Heavy breathing for science
There was a lot of heavy breathing going on at Kettering Nov. 19 and 21, as part of a clinical trial to determine if bio-markers in human breath can be used to diagnose osteo-arthritis.
There was a lot of heavy breathing going on at Kettering Nov. 19 and 21, as part of a clinical trial to determine if bio-markers in human breath can be used to diagnose osteo-arthritis. Researchers collected breath samples and checked knees. The knee exam was to determine if participants had undiagnosed symptoms of arthritis. The Nov. 19 and 21 breath collection was targeted at getting samples from non-arthritis sufferers, who were matched by age and gender to samples taken from osteo-arthritis patients at Family Orthopaedic Associates of Flint.
Using comprehensive two-dimensional gas chromatography (GCx2GC), Dr. Stacy Seeley, assistant professor of Chemistry at Kettering, Dr. John Seeley, assistant professor of Chemistry at Oakland, Dr. Norm Walter, M.D., chairman of the Department of Orthopaedic Surgery at McLaren, and Dr. Rajeev Jain, orthopaedic resident at McLaren, will test the non-invasive GCx2GC technique as a way to analyze breath samples collected for medical diagnosis of osteoarthritis. Funding was provided by the McLaren Foundation.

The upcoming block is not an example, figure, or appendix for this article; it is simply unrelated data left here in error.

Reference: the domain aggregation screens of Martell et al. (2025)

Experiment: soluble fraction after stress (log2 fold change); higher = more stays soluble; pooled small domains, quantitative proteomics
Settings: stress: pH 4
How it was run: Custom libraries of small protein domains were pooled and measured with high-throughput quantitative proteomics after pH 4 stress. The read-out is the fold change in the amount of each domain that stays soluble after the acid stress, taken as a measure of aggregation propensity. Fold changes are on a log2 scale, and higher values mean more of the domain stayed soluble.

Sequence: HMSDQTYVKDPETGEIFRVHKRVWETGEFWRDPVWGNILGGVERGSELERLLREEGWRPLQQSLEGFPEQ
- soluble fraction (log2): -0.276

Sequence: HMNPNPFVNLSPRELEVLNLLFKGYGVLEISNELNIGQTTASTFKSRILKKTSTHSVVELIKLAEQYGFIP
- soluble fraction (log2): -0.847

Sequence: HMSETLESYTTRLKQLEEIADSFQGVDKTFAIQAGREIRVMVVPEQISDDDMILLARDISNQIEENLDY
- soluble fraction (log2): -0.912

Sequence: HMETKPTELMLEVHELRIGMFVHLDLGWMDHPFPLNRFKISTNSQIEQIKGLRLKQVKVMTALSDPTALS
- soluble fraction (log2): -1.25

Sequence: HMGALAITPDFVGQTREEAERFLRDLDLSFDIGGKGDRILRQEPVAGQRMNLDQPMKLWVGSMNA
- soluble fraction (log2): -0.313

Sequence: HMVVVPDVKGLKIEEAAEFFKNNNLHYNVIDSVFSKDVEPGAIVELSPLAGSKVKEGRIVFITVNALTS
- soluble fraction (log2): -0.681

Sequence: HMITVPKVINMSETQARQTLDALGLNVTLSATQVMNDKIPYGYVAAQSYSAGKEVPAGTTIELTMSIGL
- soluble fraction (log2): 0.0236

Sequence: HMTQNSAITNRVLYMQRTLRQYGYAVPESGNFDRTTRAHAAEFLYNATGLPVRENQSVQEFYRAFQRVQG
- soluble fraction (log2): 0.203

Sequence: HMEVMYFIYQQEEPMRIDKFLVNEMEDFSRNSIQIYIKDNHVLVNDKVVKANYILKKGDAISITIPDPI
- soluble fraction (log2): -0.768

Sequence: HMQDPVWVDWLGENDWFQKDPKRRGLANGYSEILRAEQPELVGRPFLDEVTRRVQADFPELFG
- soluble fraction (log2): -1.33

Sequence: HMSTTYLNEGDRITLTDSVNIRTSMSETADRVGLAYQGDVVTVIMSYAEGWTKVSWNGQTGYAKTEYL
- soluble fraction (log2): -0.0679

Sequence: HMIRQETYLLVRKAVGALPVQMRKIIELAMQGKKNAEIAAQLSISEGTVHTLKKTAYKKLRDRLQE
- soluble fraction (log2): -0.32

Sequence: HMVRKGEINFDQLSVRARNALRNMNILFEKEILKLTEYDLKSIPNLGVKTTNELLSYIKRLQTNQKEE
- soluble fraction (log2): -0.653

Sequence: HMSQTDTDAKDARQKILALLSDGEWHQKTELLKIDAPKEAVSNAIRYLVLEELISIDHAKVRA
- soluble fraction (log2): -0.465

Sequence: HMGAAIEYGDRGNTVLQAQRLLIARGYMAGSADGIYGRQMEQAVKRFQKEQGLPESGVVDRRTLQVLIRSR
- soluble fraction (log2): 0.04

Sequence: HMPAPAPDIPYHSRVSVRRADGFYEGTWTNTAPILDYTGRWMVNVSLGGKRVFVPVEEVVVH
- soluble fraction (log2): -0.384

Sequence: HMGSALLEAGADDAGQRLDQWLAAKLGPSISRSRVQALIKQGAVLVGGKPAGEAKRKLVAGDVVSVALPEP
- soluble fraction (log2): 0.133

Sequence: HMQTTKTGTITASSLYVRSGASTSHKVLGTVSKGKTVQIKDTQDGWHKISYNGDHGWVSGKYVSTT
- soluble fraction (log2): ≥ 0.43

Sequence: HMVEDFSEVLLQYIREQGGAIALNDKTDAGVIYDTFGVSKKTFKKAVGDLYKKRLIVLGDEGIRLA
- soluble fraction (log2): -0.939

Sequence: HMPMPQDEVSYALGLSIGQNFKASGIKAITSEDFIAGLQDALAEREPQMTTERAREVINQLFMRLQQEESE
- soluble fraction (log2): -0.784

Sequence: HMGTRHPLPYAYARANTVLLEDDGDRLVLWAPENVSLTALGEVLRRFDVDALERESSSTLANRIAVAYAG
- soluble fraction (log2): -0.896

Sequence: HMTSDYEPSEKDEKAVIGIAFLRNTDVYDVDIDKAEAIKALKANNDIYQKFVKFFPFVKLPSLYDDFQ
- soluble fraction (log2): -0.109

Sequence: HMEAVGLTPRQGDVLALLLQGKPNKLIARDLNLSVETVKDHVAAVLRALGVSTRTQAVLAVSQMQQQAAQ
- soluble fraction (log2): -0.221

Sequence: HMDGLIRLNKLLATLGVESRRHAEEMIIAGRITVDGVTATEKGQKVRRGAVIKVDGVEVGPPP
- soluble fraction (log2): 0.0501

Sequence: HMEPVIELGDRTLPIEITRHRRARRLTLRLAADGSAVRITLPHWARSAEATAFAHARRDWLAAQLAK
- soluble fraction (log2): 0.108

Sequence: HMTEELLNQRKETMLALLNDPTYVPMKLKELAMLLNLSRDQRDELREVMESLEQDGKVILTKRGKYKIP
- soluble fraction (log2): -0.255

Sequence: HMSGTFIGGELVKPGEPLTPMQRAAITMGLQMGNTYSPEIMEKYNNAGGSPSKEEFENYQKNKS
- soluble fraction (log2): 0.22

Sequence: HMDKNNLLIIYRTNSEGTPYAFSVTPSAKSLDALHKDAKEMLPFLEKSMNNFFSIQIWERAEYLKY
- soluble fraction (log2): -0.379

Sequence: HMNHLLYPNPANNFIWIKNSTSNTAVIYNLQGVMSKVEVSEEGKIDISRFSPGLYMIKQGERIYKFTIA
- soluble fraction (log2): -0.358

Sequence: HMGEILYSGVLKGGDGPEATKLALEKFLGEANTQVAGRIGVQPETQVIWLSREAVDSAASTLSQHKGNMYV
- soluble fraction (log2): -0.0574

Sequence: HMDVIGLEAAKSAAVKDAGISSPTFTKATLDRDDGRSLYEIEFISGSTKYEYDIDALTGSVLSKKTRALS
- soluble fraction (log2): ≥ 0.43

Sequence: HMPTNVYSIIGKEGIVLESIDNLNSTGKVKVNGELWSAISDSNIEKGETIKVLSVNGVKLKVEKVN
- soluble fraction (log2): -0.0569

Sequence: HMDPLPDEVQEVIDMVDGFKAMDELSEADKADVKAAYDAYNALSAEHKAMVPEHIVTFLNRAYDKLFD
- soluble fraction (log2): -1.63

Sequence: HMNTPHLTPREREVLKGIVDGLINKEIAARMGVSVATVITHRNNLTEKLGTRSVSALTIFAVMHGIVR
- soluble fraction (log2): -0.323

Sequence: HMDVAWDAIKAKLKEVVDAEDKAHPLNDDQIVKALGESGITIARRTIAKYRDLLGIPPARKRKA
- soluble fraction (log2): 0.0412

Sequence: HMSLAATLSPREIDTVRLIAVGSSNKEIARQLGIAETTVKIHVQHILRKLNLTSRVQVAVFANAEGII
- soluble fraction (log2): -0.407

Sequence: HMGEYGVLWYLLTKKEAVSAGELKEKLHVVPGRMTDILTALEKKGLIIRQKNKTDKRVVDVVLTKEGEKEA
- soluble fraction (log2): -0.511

The researchers will compare breath samples collected from individuals not diagnosed with osteoarthritis and those already diagnosed with thecondition, to try and identify biomarkers, or volatile organic compounds in the breath, that are indicative of osteoarthritis. "If we find commonbiomarkers in osteoarthritis patients, then we can use them as a benchmark for future diagnoses," said Dr. Stacy Seeley. "Using breath as an indicator of illness has been around since Hippocrates," Seeley said, "but breath is so chemically complex we couldn't separate the compounds in it until recently." When the osteo-arthritis clinical trail is finished, Seeley said they may be able to identify up to 3,000 compounds in breath.
Volatile organic compounds are those that go into a gaseous state easily. For example, nail polish remover evaporates at a higher rate than water because it is more volatile. The GCx2GC technique for analyzing the more than 300 volatile organic compounds in human breath was developed by Dr. John Seeley.
Written by Dawn Hibbard